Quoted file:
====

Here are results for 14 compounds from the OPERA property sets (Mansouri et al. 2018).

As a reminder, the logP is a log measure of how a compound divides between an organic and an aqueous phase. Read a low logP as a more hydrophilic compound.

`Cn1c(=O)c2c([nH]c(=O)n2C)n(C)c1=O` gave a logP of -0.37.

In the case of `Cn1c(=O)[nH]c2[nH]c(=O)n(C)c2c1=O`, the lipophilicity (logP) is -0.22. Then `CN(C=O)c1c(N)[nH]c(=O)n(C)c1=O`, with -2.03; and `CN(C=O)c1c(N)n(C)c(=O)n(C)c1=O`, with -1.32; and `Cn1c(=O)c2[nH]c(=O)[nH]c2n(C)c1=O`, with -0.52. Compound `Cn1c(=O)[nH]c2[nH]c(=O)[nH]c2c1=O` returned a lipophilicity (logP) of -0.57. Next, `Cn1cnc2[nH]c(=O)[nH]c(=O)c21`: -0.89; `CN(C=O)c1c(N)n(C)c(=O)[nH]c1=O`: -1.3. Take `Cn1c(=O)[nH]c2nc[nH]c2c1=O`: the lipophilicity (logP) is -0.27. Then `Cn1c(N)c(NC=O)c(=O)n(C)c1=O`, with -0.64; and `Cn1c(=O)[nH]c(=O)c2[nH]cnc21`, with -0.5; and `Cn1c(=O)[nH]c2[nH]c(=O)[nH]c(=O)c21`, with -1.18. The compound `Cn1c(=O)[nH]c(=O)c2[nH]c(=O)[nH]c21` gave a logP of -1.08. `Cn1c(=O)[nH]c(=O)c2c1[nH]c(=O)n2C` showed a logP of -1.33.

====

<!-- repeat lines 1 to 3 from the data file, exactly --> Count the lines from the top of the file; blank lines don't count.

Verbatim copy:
Here are results for 14 compounds from the OPERA property sets (Mansouri et al. 2018).

As a reminder, the logP is a log measure of how a compound divides between an organic and an aqueous phase. Read a low logP as a more hydrophilic compound.

`Cn1c(=O)c2c([nH]c(=O)n2C)n(C)c1=O` gave a logP of -0.37.